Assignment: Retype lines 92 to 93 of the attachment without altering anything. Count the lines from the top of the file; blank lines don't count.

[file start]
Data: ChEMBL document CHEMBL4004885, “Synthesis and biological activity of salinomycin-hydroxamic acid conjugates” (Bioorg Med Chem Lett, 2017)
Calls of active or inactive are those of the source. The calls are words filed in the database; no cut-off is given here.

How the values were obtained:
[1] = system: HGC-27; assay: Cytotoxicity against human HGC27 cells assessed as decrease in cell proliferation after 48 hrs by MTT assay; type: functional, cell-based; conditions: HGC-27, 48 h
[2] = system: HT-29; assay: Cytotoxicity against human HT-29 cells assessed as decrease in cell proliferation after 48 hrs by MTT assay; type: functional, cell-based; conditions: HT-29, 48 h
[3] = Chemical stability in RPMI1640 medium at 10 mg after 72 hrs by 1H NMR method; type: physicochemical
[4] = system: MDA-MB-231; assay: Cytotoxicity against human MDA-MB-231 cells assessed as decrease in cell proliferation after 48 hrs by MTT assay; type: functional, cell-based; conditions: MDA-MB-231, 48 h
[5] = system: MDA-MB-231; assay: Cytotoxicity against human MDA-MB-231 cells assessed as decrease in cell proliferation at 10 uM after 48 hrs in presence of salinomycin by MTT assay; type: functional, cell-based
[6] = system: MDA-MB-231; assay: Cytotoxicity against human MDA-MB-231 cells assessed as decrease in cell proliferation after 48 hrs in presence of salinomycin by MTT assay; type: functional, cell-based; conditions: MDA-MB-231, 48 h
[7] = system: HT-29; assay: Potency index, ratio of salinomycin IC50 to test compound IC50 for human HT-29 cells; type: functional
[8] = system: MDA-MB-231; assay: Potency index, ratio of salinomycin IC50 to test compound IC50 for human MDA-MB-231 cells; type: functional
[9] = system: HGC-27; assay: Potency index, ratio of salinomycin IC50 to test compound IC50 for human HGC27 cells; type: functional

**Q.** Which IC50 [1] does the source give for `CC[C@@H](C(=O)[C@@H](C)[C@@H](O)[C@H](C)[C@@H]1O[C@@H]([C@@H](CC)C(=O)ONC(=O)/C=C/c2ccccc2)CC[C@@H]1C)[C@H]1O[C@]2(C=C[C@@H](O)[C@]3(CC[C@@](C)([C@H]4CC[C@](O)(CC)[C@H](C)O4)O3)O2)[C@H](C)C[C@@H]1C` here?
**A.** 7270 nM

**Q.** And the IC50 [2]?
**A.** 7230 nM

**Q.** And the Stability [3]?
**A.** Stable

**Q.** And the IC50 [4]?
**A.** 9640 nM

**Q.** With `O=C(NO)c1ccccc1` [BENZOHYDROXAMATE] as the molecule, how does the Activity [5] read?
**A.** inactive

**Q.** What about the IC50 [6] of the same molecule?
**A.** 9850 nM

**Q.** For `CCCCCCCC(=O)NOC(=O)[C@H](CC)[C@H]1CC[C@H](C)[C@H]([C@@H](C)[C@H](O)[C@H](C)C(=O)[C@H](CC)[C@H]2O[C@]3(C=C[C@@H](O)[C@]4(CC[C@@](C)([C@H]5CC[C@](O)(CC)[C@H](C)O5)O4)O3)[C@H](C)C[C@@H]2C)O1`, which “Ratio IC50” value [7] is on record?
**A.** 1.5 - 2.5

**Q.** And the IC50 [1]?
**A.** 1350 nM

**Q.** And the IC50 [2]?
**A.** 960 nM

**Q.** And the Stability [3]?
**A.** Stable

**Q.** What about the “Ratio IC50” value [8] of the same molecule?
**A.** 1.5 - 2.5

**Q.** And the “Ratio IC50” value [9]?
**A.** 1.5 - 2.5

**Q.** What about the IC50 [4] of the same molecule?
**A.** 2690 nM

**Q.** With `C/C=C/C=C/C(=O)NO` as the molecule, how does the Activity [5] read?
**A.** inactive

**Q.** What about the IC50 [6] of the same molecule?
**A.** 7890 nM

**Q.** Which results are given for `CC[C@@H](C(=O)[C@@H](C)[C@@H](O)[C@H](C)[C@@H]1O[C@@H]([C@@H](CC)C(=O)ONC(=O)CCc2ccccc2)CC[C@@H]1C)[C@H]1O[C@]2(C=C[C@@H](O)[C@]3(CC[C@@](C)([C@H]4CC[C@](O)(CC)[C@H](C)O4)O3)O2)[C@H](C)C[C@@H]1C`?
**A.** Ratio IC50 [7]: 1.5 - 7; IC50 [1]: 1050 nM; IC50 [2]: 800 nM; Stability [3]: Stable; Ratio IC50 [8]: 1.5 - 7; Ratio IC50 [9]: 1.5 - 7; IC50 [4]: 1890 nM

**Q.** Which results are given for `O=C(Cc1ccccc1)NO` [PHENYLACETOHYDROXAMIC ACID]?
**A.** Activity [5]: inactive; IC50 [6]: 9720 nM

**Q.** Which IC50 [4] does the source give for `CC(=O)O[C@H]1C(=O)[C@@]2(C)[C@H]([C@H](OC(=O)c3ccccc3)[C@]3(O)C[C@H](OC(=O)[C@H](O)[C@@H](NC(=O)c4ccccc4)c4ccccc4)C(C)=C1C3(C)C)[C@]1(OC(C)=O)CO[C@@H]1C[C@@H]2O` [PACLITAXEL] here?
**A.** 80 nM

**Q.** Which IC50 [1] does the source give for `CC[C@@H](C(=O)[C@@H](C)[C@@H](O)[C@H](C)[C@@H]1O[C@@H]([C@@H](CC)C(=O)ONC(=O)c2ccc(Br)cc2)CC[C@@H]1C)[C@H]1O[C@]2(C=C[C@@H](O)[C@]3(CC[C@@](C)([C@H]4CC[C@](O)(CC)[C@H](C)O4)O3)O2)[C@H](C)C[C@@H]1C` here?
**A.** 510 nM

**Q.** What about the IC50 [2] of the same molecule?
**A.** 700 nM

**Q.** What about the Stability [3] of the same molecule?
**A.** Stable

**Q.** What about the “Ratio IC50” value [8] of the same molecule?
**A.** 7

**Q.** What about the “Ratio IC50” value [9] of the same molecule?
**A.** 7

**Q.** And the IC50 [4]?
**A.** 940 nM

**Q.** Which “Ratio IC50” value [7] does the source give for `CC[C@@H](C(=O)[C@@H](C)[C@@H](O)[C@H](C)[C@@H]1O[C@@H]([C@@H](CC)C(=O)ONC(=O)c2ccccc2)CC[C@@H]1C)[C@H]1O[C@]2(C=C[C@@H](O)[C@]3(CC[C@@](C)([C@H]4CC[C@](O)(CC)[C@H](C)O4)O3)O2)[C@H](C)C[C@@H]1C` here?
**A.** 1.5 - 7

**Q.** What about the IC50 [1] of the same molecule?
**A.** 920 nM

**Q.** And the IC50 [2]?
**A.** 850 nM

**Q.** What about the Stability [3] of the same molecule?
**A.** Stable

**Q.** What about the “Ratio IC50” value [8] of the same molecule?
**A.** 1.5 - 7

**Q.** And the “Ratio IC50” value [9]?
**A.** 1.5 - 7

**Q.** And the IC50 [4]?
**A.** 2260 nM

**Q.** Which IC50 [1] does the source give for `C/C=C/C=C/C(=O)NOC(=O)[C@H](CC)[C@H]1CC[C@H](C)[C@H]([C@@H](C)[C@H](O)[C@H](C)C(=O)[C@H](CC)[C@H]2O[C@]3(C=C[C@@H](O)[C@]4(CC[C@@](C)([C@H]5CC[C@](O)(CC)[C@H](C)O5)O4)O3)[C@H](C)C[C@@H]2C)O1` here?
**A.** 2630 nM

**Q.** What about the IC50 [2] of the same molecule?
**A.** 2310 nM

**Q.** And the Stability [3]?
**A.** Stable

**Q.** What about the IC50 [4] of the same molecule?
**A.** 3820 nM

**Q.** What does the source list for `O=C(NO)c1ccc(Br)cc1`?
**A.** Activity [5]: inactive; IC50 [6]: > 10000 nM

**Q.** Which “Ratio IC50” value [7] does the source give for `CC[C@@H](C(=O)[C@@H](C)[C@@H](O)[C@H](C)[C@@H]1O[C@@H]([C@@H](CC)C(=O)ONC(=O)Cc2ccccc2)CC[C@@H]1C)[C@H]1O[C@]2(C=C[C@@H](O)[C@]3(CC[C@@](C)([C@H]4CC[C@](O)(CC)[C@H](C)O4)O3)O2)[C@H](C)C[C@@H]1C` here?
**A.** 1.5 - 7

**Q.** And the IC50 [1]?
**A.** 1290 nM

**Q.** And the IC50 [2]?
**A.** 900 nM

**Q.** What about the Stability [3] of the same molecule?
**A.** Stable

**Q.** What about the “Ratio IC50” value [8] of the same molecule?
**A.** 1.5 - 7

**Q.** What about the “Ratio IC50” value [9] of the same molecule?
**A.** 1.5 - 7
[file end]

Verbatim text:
**A.** Stable

**Q.** What about the “Ratio IC50” value [8] of the same molecule?